My research interests can be summarised as "new and old data" and my areas of research include residential real estate and urban economics, household finance, and economic and urban history. In particular, I am interested in how people make their housing decisions, what factors play into these decisions and what the outcomes are to better understand housing demand and house prices.
At the moment I am fascinated by homes as an aesthetic consumption good: is urban appearance in the built environment valued and if so, how much does it contribute to house prices? Does information derived from images of the built environment help us get a better understanding of property prices? Also, I am interested in historical housing markets: how have house prices developed over time and what can we learn from them? How did property markets work back then; were the same economic forces at play that we know from modern cities? In my current household finance research, I use detailed household data representative of German households to analyse topics of political or societal interest. Read more about my research here.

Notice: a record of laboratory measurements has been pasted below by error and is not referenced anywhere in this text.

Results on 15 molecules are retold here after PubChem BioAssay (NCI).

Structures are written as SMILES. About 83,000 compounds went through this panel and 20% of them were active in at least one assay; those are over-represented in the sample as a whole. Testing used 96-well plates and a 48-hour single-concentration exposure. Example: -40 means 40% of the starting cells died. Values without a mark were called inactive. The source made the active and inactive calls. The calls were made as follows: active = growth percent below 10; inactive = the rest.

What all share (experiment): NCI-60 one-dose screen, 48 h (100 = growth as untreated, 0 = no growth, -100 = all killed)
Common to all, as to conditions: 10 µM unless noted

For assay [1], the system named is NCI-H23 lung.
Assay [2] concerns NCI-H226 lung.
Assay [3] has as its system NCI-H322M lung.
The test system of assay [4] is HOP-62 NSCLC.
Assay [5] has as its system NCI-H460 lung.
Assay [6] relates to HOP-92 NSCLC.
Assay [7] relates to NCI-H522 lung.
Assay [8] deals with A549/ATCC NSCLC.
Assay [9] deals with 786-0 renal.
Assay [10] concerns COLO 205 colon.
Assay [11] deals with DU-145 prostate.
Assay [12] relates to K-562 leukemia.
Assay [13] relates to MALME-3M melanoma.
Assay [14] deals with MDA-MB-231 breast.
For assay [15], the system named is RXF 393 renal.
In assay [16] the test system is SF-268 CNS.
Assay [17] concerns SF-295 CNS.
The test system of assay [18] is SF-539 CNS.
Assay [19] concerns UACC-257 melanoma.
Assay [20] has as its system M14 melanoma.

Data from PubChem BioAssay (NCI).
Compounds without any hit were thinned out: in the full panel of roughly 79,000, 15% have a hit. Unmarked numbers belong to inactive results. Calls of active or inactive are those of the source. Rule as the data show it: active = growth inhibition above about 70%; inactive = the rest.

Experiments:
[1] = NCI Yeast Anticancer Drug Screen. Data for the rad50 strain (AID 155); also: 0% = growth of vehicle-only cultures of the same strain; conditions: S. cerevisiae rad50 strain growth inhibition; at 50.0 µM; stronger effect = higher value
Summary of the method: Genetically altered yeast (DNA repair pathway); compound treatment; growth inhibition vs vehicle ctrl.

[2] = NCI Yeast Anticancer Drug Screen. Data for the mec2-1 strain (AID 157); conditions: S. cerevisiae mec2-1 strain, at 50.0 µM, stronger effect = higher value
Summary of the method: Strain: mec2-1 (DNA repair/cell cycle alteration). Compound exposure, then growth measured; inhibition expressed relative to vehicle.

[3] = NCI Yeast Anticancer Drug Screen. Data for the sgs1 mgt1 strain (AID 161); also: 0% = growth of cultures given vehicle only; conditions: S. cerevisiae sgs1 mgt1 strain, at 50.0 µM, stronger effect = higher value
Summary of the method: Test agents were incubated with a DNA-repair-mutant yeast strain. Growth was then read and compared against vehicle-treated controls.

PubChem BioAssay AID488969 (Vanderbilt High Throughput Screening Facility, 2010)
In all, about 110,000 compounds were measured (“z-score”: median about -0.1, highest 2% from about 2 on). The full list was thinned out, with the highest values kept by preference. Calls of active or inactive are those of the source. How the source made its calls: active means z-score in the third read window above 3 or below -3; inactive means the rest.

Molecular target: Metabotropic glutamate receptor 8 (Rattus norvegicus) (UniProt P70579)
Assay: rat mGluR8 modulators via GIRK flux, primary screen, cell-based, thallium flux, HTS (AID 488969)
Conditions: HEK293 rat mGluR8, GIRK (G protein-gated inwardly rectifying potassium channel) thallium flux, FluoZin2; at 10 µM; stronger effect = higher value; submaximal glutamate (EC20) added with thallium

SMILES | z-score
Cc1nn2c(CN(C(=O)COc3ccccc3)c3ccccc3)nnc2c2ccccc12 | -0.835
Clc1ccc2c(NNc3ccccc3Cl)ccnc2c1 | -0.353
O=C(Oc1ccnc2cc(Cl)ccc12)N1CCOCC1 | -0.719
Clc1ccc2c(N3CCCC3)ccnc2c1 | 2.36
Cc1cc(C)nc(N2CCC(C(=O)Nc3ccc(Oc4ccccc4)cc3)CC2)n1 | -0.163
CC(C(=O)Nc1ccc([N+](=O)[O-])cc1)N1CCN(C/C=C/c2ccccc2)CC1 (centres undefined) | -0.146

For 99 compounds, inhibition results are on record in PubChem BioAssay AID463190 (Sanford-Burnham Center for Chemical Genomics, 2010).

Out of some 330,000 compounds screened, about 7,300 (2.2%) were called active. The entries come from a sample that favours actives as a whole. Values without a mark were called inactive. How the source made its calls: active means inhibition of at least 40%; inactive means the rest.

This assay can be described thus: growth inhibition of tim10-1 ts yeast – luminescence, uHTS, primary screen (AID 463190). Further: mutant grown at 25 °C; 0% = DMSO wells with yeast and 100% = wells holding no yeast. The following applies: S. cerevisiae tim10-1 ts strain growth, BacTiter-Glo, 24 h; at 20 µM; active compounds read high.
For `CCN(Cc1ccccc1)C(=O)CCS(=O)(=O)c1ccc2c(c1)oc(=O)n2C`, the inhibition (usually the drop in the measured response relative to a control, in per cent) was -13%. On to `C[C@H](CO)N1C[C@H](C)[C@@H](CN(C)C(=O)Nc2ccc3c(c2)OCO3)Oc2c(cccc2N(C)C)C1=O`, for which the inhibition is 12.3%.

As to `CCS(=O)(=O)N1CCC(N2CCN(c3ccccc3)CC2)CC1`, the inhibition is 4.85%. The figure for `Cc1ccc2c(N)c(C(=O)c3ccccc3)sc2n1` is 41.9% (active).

Previously, I was a tenure-track advanced researcher in real estate and household finance at ZEW – Leibniz Centre for European Economic Research in Mannheim, Germany where I was responsible for the research area "Household Finance and Real Estate". One of my projects was the German Real Estate Finance Index (DIFI), a quarterly survey among real estate experts, which I edited in cooperation with Jones Lang LaSalle (JLL). I was also the principal investigator in two research projects on aesthetics in the built environment and reverse mortgages as an instrument for one's old-age income. Lastly, I chaired the annual ReCapNet (Real Estate and Capital Markets Network) conference between 2018 and 2020. I have remained affiliated with ZEW as a Junior Research Associate.